Thursday, April 15, 2010

More fibre new builds across the US, especially for telehealth

Fierce Telecom report that a new carrier neutral, open access middle mile network for Maine has been given the green light.

The Maine Fiber Company's Three Ring Binder (named because it features three rings of fibre across western, northern and downeast Maine - network diagram here) will "enhance middle mile fiber access for carriers looking to provide quality broadband services to customers in many areas of Maine, including some of the most rural areas of the State" and will be available to all qualified users on an equal basis. What's particularly noteworthy is the signing of a bill into law (LD 1778) by the Maine government to establish a new public utility category - dark fibre provider - and to create a sustainability fund to build out broadband infrastructure to unserved areas.

Fierce Telecom also report some significant developments in relation to telehealth. AT&T have won a contract worth $27million to provide managed network service to the University of California's California Telehealth Network (CTN). Funded through the FCC's Rural Health Care Pilot Program, this will connect over 300 primarily rural California healthcare facilities to a statewide and nationwide broadband telehealth network. The California Telemedicine and eHealth Centre's website provides a useful overview of the potential of telemedicine:
"There are two basic approaches to providing telemedicine services. The first approach is live interactive where both the patient and provider site are available in real time and can communicate as though in the same room. Live interactive telemedicine is most like a regular on-site patient visit. Live interactive telemedicine is appropriate when the clinician needs to talk with the patient or when the clinician needs to observe motion or other characteristics of the patient. There are many telemedicine applications that can use live interactive telemedicine. In California, live interactive telemedicine has been used for over 50 specialty services. The most commonly provided specialties are dermatology, psychiatry, neurology, ENT, orthopedics, pain management, endocrinology, urology and rheumatology.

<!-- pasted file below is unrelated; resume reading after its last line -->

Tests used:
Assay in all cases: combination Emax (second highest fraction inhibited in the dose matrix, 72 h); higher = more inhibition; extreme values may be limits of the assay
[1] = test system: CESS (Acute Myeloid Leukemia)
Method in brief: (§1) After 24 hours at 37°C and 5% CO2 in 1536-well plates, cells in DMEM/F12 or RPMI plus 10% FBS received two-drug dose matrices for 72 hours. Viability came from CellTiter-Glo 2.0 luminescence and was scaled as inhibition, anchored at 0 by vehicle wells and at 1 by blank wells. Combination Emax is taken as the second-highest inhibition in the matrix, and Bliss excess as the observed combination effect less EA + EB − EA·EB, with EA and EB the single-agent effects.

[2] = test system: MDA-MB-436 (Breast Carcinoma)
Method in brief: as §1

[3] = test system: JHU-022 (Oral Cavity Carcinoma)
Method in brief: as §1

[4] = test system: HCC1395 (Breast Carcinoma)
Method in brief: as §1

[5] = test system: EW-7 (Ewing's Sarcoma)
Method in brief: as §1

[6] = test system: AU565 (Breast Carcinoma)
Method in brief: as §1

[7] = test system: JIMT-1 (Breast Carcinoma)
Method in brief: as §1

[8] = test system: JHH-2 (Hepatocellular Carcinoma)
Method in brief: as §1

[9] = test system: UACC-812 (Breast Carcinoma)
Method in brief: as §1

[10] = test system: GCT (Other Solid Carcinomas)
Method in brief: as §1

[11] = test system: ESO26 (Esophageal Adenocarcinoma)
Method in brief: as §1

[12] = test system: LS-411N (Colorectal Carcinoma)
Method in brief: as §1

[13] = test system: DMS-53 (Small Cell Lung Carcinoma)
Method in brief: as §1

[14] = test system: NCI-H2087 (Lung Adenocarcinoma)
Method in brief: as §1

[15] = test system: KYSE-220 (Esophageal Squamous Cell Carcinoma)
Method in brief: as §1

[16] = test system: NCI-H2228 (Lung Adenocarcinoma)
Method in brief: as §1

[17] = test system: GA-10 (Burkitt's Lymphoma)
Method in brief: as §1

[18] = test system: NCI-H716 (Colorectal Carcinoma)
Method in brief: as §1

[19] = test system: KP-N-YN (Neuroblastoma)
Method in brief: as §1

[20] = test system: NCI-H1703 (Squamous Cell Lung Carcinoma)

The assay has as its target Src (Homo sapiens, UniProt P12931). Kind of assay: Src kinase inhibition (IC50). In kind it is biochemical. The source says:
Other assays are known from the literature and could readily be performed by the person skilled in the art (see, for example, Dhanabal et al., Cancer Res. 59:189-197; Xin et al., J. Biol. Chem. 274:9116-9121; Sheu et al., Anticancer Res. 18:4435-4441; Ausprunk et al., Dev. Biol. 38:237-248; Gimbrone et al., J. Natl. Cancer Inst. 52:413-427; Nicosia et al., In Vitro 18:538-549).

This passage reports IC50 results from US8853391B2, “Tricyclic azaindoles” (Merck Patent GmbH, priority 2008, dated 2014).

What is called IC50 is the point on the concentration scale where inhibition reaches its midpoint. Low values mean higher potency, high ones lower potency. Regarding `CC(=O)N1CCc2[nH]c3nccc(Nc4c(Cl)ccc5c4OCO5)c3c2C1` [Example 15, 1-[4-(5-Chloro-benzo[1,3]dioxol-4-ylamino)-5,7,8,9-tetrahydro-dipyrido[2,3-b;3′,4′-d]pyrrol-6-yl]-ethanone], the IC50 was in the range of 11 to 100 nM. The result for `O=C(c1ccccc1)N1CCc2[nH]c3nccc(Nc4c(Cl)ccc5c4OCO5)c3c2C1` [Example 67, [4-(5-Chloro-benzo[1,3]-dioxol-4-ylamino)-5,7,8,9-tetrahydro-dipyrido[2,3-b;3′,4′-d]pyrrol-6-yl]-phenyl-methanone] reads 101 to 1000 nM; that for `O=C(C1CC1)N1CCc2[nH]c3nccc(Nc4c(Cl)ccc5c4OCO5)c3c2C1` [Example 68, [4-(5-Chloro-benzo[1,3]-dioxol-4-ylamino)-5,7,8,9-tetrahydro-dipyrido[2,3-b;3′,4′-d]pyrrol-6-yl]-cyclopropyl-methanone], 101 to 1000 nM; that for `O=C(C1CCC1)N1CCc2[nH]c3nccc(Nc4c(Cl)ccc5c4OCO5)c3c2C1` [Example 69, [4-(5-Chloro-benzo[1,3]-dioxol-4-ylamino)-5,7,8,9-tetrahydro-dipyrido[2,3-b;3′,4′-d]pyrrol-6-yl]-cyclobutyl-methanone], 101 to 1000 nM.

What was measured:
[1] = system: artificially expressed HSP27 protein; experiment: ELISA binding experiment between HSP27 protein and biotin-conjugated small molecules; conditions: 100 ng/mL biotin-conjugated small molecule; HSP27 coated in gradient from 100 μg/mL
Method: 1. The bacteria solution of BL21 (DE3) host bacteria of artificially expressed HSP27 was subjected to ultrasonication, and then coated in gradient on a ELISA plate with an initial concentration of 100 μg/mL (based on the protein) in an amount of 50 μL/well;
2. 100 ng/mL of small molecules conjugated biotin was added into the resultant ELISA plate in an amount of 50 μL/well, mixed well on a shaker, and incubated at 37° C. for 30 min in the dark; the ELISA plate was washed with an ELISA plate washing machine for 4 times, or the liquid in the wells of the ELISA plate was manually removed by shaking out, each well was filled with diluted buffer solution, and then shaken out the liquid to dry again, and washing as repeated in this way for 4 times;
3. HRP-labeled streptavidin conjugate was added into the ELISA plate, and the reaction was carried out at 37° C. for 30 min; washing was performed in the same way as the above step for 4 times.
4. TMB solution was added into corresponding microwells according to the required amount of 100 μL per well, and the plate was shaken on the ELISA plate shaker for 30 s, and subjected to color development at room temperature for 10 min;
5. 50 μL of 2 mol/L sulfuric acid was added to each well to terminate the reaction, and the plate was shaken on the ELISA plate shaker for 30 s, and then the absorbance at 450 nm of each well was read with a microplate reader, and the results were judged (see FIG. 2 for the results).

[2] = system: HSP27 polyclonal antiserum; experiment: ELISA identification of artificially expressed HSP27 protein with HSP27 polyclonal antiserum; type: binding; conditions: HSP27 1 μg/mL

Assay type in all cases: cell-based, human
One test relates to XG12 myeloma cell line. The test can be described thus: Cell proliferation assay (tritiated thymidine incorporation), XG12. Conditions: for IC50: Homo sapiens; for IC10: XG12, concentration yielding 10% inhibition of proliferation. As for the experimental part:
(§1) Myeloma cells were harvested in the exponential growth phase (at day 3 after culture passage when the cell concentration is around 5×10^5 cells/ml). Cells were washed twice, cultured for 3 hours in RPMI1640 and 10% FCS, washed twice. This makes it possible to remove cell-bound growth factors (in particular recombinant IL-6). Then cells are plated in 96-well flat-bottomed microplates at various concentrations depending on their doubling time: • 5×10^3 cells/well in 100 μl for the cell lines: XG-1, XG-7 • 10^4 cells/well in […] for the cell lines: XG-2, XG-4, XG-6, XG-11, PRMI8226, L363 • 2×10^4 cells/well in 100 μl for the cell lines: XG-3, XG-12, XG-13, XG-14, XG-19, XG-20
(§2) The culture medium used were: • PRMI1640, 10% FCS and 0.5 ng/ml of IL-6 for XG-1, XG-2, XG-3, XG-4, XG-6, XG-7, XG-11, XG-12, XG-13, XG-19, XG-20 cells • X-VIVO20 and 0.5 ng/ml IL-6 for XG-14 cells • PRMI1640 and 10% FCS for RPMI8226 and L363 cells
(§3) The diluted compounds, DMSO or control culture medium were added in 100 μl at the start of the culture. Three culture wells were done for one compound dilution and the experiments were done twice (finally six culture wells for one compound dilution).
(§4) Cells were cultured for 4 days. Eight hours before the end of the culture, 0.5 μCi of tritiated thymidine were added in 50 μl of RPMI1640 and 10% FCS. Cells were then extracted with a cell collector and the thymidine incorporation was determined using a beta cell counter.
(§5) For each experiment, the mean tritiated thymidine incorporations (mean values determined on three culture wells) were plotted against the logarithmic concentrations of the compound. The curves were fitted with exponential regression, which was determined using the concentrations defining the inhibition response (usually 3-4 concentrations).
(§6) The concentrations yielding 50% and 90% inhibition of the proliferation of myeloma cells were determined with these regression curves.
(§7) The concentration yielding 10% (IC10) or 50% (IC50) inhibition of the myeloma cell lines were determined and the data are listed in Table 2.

The second technology approach, store and forward, is used when a face to face visit is not necessary. Store and forward systems allow a provider or technician at the patient site to capture diagnostic information using clinical instruments and send the digital image of the information to a clinician at a remote site. The remote site clinician retrieves the digital images, reviews them and sends a report back to the patient site. It is commonly used for dermatology, diabetic retinopathy screenings, radiology, and pathology. Store and forward allows specialists to review patient findings at convenient times without depending on the presence of the patient. Since there is no requirement to meet face to face with the patient, store and forward maximizes the time a clinician spends reviewing and reporting on findings."
Telehealth (as opposed to telemedicine) "refers to a broader scope of services that includes telemedicine, but also includes other services that can be provided remotely using communication technologies. The federal Office for the Advancement of Telehealth, describes telehealth as including telemedicine and a variety of other services."

Again from Fierce Telecom, Qwest last August closed a deal to provide the Colorado Hospital Association and the Colorado Behavioral Healthcare Council with high speed network services, in support of the Colorado Telehealth Network:
"When the new Colorado Telehealth Network is completed 400 hospitals, clinics and other health care and behavioral health providers in Colorado will be able to get access to Qwest's optical and Etherent network capabilities. The network will provide rural area patients long distance medical care with speeds of up to 100 Mbps. In many cases, telemedicine can provide patients access to necessary medical care and consultation directly from their home. What's more, intensive care providers can leverage the network to monitor critically ill patients via video conferencing even if they are hundreds of miles away from a medical site."
...while Optimum Lightpath have won a contract to provide Interactive Patient Care (IPC) to the Children's Hospital at Montefiore (CHAM):
"CHAM will implement Interactive Patient Care in all 130 beds throughout the hospital at no cost to patients. The advanced patient care service, which will be deployed for the first time in the New York Metropolitan area, will empower the renowned children's hospital to improve entertainment, education, patient safety, clinical care outcomes, and bed turnover rates while creating new workflow efficiencies for hospital staff."
Clearly lots going on in this area in the US, with some interesting lessons for the UK, especially in relation to joining up existing infrastructures?

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